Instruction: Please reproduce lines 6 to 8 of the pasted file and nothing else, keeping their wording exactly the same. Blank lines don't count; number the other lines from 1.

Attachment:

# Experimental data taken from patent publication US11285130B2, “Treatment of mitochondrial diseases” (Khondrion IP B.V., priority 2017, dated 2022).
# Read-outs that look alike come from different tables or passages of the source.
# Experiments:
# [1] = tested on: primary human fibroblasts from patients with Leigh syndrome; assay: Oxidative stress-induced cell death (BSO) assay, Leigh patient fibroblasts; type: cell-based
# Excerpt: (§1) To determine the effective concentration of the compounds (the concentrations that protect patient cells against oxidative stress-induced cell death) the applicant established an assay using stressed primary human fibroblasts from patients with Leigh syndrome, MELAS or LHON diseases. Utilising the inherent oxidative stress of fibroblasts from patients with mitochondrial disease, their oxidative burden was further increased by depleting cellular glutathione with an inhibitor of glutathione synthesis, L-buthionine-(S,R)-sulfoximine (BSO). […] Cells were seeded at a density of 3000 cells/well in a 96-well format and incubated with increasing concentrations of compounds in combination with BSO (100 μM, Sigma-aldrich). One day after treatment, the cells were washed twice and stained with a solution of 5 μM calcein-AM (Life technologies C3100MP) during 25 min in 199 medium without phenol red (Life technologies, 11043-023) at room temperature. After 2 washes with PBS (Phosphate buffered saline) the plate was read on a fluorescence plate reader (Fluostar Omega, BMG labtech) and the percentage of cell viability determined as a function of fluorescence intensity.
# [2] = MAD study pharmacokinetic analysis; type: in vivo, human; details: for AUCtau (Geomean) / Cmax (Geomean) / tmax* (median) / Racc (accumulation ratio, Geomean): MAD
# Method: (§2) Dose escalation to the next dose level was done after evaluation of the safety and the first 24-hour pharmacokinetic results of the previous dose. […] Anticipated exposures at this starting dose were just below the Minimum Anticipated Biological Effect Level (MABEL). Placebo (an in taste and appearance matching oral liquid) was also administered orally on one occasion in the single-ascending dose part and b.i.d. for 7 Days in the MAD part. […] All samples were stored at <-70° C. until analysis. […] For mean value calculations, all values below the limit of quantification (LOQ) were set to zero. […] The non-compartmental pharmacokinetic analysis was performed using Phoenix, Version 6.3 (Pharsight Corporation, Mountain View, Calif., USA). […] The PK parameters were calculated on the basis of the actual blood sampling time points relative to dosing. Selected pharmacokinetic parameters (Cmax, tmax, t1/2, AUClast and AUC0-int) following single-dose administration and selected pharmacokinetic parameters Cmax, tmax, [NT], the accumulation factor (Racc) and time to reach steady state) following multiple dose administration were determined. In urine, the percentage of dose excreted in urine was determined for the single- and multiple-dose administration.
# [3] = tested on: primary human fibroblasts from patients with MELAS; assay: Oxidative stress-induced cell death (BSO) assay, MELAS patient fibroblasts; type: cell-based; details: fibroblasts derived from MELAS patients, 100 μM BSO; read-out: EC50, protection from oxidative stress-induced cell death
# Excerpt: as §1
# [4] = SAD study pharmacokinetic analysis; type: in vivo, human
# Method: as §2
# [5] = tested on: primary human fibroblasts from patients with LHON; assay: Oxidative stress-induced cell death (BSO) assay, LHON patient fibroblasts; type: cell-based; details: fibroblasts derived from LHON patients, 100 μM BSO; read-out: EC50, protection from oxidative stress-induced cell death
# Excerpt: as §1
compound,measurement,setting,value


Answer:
# [2] = MAD study pharmacokinetic analysis; type: in vivo, human; details: for AUCtau (Geomean) / Cmax (Geomean) / tmax* (median) / Racc (accumulation ratio, Geomean): MAD
# Method: (§2) Dose escalation to the next dose level was done after evaluation of the safety and the first 24-hour pharmacokinetic results of the previous dose. […] Anticipated exposures at this starting dose were just below the Minimum Anticipated Biological Effect Level (MABEL). Placebo (an in taste and appearance matching oral liquid) was also administered orally on one occasion in the single-ascending dose part and b.i.d. for 7 Days in the MAD part. […] All samples were stored at <-70° C. until analysis. […] For mean value calculations, all values below the limit of quantification (LOQ) were set to zero. […] The non-compartmental pharmacokinetic analysis was performed using Phoenix, Version 6.3 (Pharsight Corporation, Mountain View, Calif., USA). […] The PK parameters were calculated on the basis of the actual blood sampling time points relative to dosing. Selected pharmacokinetic parameters (Cmax, tmax, t1/2, AUClast and AUC0-int) following single-dose administration and selected pharmacokinetic parameters Cmax, tmax, [NT], the accumulation factor (Racc) and time to reach steady state) following multiple dose administration were determined. In urine, the percentage of dose excreted in urine was determined for the single- and multiple-dose administration.
# [3] = tested on: primary human fibroblasts from patients with MELAS; assay: Oxidative stress-induced cell death (BSO) assay, MELAS patient fibroblasts; type: cell-based; details: fibroblasts derived from MELAS patients, 100 μM BSO; read-out: EC50, protection from oxidative stress-induced cell death